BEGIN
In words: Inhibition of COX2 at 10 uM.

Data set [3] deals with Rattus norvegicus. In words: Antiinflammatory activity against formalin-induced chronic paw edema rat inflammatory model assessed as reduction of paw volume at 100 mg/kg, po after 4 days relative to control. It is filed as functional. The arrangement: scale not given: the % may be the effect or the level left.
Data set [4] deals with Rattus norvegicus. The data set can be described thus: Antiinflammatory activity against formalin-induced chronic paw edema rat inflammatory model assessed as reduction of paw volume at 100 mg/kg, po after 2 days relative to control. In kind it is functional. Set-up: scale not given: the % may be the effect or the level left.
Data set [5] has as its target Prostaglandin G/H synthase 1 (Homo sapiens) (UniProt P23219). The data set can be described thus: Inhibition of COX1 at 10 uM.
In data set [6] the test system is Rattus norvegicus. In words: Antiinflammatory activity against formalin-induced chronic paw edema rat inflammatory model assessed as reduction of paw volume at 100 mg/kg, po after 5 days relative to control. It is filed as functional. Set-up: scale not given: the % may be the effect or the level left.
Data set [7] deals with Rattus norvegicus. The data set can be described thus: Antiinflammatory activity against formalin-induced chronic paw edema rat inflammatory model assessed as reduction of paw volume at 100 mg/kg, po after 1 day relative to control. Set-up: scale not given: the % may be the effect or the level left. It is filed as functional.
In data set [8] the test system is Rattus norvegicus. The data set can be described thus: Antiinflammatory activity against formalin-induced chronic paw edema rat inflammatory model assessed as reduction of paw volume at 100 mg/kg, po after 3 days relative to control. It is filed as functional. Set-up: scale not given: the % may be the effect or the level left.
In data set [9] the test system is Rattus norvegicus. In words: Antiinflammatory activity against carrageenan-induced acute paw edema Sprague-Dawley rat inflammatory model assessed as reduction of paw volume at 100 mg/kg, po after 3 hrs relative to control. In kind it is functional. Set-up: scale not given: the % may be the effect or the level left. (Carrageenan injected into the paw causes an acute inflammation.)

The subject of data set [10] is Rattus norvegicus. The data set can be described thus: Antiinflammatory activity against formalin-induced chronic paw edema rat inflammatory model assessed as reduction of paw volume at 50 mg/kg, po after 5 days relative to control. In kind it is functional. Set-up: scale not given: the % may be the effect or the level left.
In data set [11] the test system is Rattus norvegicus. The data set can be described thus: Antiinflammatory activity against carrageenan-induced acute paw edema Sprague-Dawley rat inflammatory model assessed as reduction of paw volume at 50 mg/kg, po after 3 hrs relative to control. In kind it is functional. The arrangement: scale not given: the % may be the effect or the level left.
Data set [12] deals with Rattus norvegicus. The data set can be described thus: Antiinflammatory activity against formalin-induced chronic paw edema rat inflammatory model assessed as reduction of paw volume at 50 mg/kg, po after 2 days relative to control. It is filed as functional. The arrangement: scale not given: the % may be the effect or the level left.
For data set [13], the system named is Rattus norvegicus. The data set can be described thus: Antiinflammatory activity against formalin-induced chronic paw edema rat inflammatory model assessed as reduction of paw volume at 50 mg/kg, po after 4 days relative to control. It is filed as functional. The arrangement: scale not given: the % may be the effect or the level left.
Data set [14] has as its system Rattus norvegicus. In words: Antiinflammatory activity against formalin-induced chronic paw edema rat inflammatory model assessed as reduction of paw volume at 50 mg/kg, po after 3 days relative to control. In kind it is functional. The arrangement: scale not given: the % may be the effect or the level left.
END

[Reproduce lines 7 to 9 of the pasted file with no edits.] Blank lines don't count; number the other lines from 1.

In data set [8] the test system is Rattus norvegicus. The data set can be described thus: Antiinflammatory activity against formalin-induced chronic paw edema rat inflammatory model assessed as reduction of paw volume at 100 mg/kg, po after 3 days relative to control. It is filed as functional. Set-up: scale not given: the % may be the effect or the level left.
In data set [9] the test system is Rattus norvegicus. In words: Antiinflammatory activity against carrageenan-induced acute paw edema Sprague-Dawley rat inflammatory model assessed as reduction of paw volume at 100 mg/kg, po after 3 hrs relative to control. In kind it is functional. Set-up: scale not given: the % may be the effect or the level left. (Carrageenan injected into the paw causes an acute inflammation.)

The subject of data set [10] is Rattus norvegicus. The data set can be described thus: Antiinflammatory activity against formalin-induced chronic paw edema rat inflammatory model assessed as reduction of paw volume at 50 mg/kg, po after 5 days relative to control. In kind it is functional. Set-up: scale not given: the % may be the effect or the level left.